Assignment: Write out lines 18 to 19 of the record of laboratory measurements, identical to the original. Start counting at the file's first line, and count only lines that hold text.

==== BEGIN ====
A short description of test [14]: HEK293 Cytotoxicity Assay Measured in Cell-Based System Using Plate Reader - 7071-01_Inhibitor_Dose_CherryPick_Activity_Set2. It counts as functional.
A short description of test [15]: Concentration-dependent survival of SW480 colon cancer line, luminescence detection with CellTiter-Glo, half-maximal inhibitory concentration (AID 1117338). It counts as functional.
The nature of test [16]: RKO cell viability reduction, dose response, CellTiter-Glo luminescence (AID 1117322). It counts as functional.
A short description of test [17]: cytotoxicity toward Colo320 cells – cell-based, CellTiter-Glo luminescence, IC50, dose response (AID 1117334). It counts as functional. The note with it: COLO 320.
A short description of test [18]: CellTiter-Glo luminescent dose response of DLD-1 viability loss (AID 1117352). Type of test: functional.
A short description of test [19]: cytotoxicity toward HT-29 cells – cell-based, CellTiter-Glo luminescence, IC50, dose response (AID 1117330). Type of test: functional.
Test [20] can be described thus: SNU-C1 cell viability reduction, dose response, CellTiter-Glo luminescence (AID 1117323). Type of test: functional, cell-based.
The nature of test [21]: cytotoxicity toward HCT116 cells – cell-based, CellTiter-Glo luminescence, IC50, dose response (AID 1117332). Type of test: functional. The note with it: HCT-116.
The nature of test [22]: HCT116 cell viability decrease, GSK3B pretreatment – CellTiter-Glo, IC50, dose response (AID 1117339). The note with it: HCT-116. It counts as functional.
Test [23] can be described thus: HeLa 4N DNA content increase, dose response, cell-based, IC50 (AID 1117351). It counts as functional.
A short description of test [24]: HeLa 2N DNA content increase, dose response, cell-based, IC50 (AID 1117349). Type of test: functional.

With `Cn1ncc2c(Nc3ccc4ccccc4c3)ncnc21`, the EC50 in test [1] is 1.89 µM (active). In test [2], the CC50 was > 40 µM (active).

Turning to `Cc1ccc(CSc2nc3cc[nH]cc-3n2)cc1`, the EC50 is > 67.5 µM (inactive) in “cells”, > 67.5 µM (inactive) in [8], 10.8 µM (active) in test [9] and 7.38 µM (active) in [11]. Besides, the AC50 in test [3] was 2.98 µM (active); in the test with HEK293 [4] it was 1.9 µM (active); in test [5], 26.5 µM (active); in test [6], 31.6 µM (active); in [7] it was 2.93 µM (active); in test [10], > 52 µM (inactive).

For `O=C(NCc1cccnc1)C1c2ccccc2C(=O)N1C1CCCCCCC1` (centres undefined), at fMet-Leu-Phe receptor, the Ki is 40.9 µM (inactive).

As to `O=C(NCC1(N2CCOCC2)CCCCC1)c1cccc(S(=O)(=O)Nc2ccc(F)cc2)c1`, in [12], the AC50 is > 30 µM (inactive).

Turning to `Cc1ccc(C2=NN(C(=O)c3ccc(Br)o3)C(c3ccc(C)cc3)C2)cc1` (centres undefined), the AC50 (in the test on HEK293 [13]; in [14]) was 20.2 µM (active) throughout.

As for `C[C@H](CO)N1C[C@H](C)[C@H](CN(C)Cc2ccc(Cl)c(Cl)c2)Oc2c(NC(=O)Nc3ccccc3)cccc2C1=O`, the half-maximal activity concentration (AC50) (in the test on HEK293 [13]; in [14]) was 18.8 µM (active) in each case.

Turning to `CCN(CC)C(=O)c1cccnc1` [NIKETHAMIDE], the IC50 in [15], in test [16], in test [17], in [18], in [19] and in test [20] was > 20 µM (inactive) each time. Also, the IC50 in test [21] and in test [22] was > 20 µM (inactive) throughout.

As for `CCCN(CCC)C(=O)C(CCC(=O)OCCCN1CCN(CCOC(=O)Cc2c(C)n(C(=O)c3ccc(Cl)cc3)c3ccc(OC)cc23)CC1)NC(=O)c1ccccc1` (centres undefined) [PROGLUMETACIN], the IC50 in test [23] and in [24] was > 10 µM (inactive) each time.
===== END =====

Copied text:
Turning to `CCN(CC)C(=O)c1cccnc1` [NIKETHAMIDE], the IC50 in [15], in test [16], in test [17], in [18], in [19] and in test [20] was > 20 µM (inactive) each time. Also, the IC50 in test [21] and in test [22] was > 20 µM (inactive) throughout.

As for `CCCN(CCC)C(=O)C(CCC(=O)OCCCN1CCN(CCOC(=O)Cc2c(C)n(C(=O)c3ccc(Cl)cc3)c3ccc(OC)cc23)CC1)NC(=O)c1ccccc1` (centres undefined) [PROGLUMETACIN], the IC50 in test [23] and in [24] was > 10 µM (inactive) each time.